“Another big focus of the record was to find a way to do protest songs without them being literal protest songs,” she said. “Just let the voices and the characters, the people within the songs, kind of speak as loud as protest songs would.” 

And though the working class is at the heart of the record, women are its backbone. 

Photo by Sebastiaan Petiet“It’s taken me a while to really understand the position of women in this country,” she said. “Mainly because I was raised to be tough ... not everybody has that personality trait as part of their disposition.”

Unfortunately, the wordsmith needn’t dig to find inspiration for her pointed lyrics; even the music scene in Oklahoma has its thorns. As most adult women can attest; not everyone is eager to celebrate women in music (or any other field) mastering their craft. 

“I’ve had instances where sound guys have completely messed with my sound because I threw some vaguely technical term out at them at the beginning of the show, and their masculinity was harmed or something,” Crain said. “They couldn’t deal with that and were just being a jerk. I mean, it happens.”

Despite her self-described ‘kid face’ (which inspired the title track of her previous album), it’s unsurprising that people would feel threatened by Crain’s raw talent and powerful presence. She considers herself a songwriter above all else. And in an age when artists rely heavily on the support of illusions—sound editing, retouching and hyper-sexualization—she’s a breath of fresh air. 

Crain said the preference for female-produced art to be visually appealing or sexy undercuts raw talent.

“There’s a big problem with women in music who don’t display any sort of sexuality, and I guess I’ve just been that kind of person throughout my career,” she said. “The music that I’ve made has always come first.”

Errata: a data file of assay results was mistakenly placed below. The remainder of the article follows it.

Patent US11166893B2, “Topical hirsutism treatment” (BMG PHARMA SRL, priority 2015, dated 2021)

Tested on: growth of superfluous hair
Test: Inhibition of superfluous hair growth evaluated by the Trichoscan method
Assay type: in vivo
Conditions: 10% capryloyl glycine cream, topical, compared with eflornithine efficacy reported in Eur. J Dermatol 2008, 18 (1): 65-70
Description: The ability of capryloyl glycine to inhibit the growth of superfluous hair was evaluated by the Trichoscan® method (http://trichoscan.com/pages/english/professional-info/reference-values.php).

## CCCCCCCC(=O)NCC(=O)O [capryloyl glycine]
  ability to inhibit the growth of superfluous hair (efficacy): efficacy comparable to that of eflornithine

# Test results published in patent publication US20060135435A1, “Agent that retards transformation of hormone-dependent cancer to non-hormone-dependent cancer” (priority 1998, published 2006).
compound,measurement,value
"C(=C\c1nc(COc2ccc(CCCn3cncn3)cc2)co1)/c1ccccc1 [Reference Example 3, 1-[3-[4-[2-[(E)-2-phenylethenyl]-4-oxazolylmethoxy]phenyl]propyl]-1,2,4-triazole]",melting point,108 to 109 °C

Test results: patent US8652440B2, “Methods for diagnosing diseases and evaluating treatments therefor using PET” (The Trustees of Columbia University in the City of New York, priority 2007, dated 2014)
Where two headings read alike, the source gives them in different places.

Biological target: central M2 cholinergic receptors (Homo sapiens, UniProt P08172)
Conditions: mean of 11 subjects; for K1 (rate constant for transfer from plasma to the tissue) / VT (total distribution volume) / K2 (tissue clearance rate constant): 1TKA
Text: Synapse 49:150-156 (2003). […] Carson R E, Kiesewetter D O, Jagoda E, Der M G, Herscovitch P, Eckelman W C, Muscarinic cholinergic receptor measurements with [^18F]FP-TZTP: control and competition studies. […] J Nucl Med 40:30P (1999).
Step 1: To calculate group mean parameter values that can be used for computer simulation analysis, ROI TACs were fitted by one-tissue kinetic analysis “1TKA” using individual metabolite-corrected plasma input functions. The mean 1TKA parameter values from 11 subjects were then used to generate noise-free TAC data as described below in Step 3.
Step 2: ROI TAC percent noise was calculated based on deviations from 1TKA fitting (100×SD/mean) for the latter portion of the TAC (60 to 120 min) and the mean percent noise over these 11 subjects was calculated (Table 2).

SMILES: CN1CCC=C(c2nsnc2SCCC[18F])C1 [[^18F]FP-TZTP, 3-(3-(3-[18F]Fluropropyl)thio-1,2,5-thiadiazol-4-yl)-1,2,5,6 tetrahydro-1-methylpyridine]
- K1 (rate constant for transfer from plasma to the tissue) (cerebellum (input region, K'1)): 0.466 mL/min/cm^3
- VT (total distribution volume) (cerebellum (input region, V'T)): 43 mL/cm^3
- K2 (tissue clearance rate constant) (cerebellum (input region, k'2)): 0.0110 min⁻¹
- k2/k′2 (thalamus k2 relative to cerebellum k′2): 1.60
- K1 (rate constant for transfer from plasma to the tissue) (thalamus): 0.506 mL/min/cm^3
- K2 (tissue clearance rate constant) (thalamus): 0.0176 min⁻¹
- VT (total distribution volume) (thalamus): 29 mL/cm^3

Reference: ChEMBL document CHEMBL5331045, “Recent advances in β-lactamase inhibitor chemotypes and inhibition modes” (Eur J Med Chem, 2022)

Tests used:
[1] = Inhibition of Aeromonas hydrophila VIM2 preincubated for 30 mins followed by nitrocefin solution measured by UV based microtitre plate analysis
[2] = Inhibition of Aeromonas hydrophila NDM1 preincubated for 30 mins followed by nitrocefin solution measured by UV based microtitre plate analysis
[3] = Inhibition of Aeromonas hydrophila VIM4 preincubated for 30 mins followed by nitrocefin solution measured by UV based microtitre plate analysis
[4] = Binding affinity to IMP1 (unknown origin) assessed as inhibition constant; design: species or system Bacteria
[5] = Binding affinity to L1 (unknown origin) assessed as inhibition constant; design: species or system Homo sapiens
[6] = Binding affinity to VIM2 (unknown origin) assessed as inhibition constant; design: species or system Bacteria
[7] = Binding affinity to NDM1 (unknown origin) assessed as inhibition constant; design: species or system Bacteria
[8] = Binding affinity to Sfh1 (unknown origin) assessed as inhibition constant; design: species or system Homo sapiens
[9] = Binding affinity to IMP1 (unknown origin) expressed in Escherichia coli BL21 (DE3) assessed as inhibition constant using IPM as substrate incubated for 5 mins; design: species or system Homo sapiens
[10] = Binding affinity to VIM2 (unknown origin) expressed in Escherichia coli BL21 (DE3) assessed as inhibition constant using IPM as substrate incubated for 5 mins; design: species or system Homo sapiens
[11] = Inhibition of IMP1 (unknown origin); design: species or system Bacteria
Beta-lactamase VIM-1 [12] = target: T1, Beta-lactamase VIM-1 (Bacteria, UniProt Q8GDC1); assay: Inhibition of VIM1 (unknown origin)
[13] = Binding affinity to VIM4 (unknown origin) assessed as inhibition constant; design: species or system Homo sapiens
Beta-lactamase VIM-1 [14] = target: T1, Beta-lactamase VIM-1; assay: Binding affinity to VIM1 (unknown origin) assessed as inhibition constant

Lucky for us, it’s not stopping her. 

“I’ve just kind of bypassed any of the female sexuality just because it never seemed relevant to what I was doing. And I think that’s probably hindered me a lot in the world we live in, and that’s too bad.” 

Queen of the Prairie Music & Camping Festival 

May 1-2 // Cottonwood Flats, Guthrie // All ages // $150 for 2-day pass; tickets at queenoftheprairie.com // Camp all weekend for $30

After its founding in 1889, Guthrie, Oklahoma was nicknamed Queen of the Prairie. The first weekend in May, Queen of the Prairie Music & Camping Festival will grace the historic city for the first time. 

The Gentlemen of the Road Tour in 2013 demonstrated that Guthrie could sustain crowds in the thousands, and the city is now positioning itself as one of the state’s tourism and music destinations. 

Organized by small business owners Christie and Shirley Clifford, the festival will combine elements of Guthrie with touches from other cities, including booths by boutiques and Guthrie vendors (like Christie’s own Prairie Gothic) a fashion show hosted by Guthrie’s Boutique 206, entertainment from area musicians, late-night dance parties courtesy of Electric Western, a BBQ contest and food from the Andolini’s Pizzeria Food Truck and OKC-based MOB Grill.

This is the first festival the organizers have put together, but their scrappy DIY approach and attention to detail is already paying off.

“I really appreciate what the girls over at Prairie Gothic [the festival organizers] have been doing,” Samantha Crain said. “They’re bringing a lot of good music to Guthrie.”

JD McPherson will headline the event. In addition to Crain, don’t miss these highlights: 

Valerie June: A bluesy roots singer with a distinctive backcountry slur. Add in some big band brass instruments and slight dose of doo-wop, and you’ve got Valerie June. 

Lera Lynn: A Nashville-based, old soul songstress responsible for a killer cover of TV on the Radio’s “Wolf Like Me” and the theme song to the new “True Detective” trailer that has everyone Googling for her name. 

Parker Millsap: Okie native juggling the guitar and harmonica in between gospel-y wails and Elvis-y warbles. Check out his Grand Ol’ Opry taping for a preview. 

For more musician interviews from Megan Shepherd, check out her chats with members of the Wood Brothers and The War on Drugs.